Just after Christmas in 2007, my best friend and I received a call from Kinnaird 's debating club. Everyone was away during the winter break and a surprise debating tournament had come up. We were new to debates and very keen to participate, so we readily agreed.
She dropped by at my place from Valencia, a suburb of Lahore. My grandfather was supposed to drive us to Government College University (GCU), on the other side of Lahore, but our car broke down on the University Road near the Punjab University.
We took a rickshaw and went on. My friend said that if her parents found out what was going on here, they would never let her come out again – her parents were very protective, and very uncomfortable the safety standards of rickshaws apparently. Usually GCU, with its majestic clock tower and stone arches, is bustling with young people in maroon blazers. But today it was all empty and quiet.
|The desolate GCU, Lahore in winters.|
We were welcomed by Siddique Awan, the faculty member who always escorted the GCU debating team. He explained that this tournament was organized on the insistence of the then Punjab Governor, Khalid Maqbool, whom he jokingly referred to as the "Patron Saint."
Miss Saira, a Political Science teacher from Kinnaird, was going to join the tournament as an adjudicator.
This wasn’t unusual. Miss Saira was an unfaltering comrade of Kinnaird's Debating Society. She was a motherly figure for us, with an enormous body frame, a tender smile, and gregarious nature. Above all, she had an enthusiastic and warm voice that helped us remain calm and confident during rough debates.
She also taught me two Political Science courses. In class, where I was the only non-political science major, she was much kinder to me because I was in her debating society. She used to tell this to everyone with pride. And whenever I asked a question she used to say "Ma sadke" (“mother sacrifices”, an endearing saying in Punjabi).
However, the best feature of the class was that it was often held outside, in one of Kinnaird's dreamy gardens. One could see her sitting there, with her girls around her on the ground or benches. Somehow, we all wished to take that class.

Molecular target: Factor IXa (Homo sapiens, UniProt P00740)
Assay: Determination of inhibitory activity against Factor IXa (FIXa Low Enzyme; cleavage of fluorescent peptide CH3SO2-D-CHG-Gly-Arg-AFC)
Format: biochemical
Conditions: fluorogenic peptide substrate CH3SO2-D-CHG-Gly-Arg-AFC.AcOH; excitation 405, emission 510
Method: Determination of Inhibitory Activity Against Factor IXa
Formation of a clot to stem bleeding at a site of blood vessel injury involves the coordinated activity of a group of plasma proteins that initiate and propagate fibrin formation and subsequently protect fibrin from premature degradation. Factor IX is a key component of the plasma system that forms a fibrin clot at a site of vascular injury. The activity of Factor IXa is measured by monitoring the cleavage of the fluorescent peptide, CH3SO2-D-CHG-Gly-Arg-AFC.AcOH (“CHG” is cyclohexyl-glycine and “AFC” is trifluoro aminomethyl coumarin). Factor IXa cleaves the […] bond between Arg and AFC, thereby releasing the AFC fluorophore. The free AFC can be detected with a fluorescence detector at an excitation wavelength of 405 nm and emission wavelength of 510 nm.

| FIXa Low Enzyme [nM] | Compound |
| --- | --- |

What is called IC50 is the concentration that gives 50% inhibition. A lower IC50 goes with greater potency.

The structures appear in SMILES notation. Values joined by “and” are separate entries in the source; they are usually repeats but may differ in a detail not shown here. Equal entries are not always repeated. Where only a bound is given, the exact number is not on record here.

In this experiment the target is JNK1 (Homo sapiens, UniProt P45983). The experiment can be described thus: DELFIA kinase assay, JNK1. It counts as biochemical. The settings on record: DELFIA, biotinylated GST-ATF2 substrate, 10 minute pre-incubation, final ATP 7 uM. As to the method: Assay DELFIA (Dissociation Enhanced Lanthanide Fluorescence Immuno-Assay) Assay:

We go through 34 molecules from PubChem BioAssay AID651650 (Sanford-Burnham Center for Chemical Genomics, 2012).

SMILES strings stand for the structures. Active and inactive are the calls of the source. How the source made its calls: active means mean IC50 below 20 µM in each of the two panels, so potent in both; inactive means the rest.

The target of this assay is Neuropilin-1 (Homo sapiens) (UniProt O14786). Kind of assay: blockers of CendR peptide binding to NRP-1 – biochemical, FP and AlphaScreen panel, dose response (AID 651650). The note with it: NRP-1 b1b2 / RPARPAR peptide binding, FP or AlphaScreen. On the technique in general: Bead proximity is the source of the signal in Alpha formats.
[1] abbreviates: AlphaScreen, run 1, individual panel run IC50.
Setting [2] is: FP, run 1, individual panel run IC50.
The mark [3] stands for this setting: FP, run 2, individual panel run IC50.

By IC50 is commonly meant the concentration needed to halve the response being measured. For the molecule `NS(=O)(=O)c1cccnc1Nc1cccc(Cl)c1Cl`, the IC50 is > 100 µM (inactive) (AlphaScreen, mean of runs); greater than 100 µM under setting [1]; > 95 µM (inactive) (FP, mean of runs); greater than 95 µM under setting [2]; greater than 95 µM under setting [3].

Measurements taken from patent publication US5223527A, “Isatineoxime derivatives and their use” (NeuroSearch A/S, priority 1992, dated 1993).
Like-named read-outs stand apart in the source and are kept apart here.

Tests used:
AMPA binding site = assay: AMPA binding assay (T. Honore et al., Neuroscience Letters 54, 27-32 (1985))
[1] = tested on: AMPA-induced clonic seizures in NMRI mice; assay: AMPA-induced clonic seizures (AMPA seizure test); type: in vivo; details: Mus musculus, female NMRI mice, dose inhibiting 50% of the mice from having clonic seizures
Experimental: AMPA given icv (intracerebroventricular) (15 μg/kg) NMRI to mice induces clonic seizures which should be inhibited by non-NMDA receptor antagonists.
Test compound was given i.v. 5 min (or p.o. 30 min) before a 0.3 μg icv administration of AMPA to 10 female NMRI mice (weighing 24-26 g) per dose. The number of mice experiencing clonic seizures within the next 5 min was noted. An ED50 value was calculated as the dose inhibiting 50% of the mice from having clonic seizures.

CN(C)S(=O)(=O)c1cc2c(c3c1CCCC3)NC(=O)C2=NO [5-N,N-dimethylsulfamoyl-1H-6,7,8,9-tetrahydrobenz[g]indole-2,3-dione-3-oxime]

|Miss Saira taking a class outside in Kinnaird. ( Photo by Ms Sheeba alam)|
On that unsparingly chilly December day, when I entered the room for debate, I asked Miss Saira why she was so late. She said the situation had worsened outside. "Benazir Maari Gaye hai," she said.
Benazir has been killed.
"But you please focus on the debate," she directed me.
We lost the debate. I don't remember what it was about. Everyone dispersed soon after and it was dark already. Political events in Pakistan often trigger violence but a high-profile assassination like this can cause massive riots. My friend's sister was in the Secretariat nearby, she came to fetch her swiftly. Miss Saira offered to take me to her home. Since GCU was in the city's centre, she feared that I might get stuck in the unrest.
When we reached the Upper Mall Road, there were herds of young men, lighting up tyres and forcefully shutting the shops down. They were running around frantically and one or two even tried stopping our car. But Miss Saira didn't stop or even slow down. We quickly reached her home in Shadman.
Soon, I was sitting in her bedroom, watching the news of course. It was a sad moment. We were already arguing if Benazir should have come out of that vehicle. In the bedroom was a photo of Miss Saira as a young bride in a blue dress, much thinner and younger than she was now, the mole on her left cheek was much smaller.
Her daughter Maheen, who was also a debater, was present there. Soon my grandfather came to fetch me. He met Miss Saira and was very grateful to her for bringing me over.
In October 2014, Miss Saira died after a lengthy battle with lung cancer. She was just 50 years old. And my grandfather died soon after. The only one who probably still remembers this event is Miss Saira’s daughter.
But I am the only one who was in that car with her when she braved through a street full of hooligans and brought us home safely.